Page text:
Fez - Sunday’s concert at Bab al Makina, unfortunately postponed due to unseasonal storms, was to have featured two famous singers on the African continent: Tiken Jah Fakoly from Côte D’Ivoire and Oumou Sangaré from Mali.
Fez – Sunday’s concert at Bab al Makina, unfortunately postponed due to unseasonal storms, was to have featured two famous singers on the African continent: Tiken Jah Fakoly from Côte D’Ivoire and Oumou Sangaré from Mali.
With this year’s festival being dedicated to Africa, the two singers will perform this concert to convey the “African Spirit.” The singers gave a press conference on the eve of their performances providing a special insight into their music, philosophy, and vision for Africa.
Tiken Jah Fakoly
Fakoly is an African reggae artist who performs around the world. Unlike the reggae of the Caribean, his band celebrates the roots of reggae in Africa by playing on traditional African instruments.
Fakoly is focused on the unity of Africa. “There are 50 states in the United States, many independent countries in Europe, and 54 countries in Africa,” he says. “We have rich resources in Africa, and unity will come. We are addressing ourselves to the youth of Africa. The real fight is to conquer unity and establish democracy in Africa. Our mission is to strive for democracy.”
He points to the teaching of reggae master Bob Marley. “It was the mission of Bob Marley to give a voice to the people. And I am continuing the fight of Bob Marley. Democracy gives the possibility to people to vote and participate in elections and put someone else in power.”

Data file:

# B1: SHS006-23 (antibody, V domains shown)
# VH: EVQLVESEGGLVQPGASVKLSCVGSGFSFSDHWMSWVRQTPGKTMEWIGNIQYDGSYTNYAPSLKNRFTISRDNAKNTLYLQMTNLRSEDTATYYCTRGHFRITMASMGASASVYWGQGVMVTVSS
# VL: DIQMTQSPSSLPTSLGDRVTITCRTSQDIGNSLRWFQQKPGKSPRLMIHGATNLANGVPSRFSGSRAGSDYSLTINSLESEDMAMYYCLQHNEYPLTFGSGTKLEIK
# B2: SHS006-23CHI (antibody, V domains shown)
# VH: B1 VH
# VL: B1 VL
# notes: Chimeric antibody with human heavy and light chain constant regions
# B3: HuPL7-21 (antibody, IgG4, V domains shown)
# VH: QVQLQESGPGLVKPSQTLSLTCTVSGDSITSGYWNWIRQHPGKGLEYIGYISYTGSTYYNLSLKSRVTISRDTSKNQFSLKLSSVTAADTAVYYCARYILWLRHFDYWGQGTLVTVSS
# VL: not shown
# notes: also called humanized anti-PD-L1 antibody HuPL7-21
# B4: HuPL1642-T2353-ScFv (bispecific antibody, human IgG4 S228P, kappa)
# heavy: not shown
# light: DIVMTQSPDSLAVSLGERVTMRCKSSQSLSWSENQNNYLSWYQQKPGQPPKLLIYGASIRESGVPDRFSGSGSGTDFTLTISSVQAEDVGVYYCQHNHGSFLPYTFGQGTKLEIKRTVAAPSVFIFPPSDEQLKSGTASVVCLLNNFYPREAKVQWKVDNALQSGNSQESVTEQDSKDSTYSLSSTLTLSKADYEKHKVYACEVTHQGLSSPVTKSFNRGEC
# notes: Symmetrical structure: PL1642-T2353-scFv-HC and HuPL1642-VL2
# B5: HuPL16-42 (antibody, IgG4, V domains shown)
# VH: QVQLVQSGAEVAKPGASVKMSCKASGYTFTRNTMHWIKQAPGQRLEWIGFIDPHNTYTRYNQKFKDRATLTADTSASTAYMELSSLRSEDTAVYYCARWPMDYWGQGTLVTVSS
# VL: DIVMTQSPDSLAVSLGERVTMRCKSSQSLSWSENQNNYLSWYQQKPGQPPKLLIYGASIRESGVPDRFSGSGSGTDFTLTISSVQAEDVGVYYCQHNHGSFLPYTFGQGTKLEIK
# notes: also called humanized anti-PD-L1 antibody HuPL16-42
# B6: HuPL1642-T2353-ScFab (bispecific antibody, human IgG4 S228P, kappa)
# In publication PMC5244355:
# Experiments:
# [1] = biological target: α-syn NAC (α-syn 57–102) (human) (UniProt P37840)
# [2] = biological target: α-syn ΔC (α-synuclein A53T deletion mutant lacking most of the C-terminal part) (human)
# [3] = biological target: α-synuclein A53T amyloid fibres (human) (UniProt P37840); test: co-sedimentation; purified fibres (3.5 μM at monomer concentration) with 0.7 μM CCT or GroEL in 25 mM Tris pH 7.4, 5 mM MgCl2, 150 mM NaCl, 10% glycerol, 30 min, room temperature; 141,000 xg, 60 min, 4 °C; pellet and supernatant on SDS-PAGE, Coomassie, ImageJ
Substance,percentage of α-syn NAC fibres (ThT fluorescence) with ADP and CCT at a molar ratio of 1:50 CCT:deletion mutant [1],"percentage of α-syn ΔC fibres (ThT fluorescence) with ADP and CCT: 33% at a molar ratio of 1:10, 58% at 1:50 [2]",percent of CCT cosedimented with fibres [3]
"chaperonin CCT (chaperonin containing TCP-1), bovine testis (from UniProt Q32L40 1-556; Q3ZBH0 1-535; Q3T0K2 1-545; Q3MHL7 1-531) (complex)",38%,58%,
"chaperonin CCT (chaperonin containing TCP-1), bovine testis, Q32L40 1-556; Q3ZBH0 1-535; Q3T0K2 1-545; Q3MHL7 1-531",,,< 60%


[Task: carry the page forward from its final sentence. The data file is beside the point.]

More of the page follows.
Asked whether democracy requires economic empowerment first and, if so, how he is helping people become economically empowered, Fakoly says, “I am trying to build schools and increase literacy. I’ve built 5 schools so far in Africa: Burkina Faso, Mali, Niger, and Cote d’Ivoire. My big dream is to build a school in each African country to show the importance of education.”
“But for democracy to come, people need the basics first. People need food. So I also have established a rice farm in the north of Côte d’Ivoire. I want to show the importance of agriculture.”
Fakoly is also engaged in an education campaign about Africa. “I am getting the message out about the real Africa for those on the outside who only know it from television,” he says. “Africa has only had 53 years of independence. It’s a mere child of independence, unlike the U.S. which has had a couple of hundred years. We need to stabilize the continent economically, so people don’t want to leave. We have everything here. All of the resources under the sun: Beach, sun, water, etc. The younger generation is in the process of waking up and seeing what we have.”
“I am against the exodus of young Africans,” he continues. “Yes, I understand it’s difficult for the youth here, but they need confidence in the future and to stay here in Africa. Africa is the continent of the future. When the West falls, Africa will be ready to rise,” he predicts. “When the majority of Africans become literate we will rally and take things into our own hands. I am full of hope.”
Fakoly said that he and his band will give a concert of African reggae. “Bob Marley talked about returning to the source. The source is Black Africa. So the music tonight is Reggae played on traditional African instruments. Bass guitar, kora, and n’goni, a Malian instrument.”
When asked how reggae fits into a mystical music festival, Fakoly says, “Reggae is the base of Jah, it is inherently mystical music. It has a strong message speaking of Africa, positive of its history, and of hope. Jamaican reggae needs to come back to its roots in Africa.”
Fakoly’s next album is entitled “Roots.” It will have 12 old songs, including Marley’s “Get Up Stand Up,” demonstrating that the real roots of reggae music are Africa.
© Morocco World News. All Rights Reserved. This material may not be published, rewritten or redistributed without permission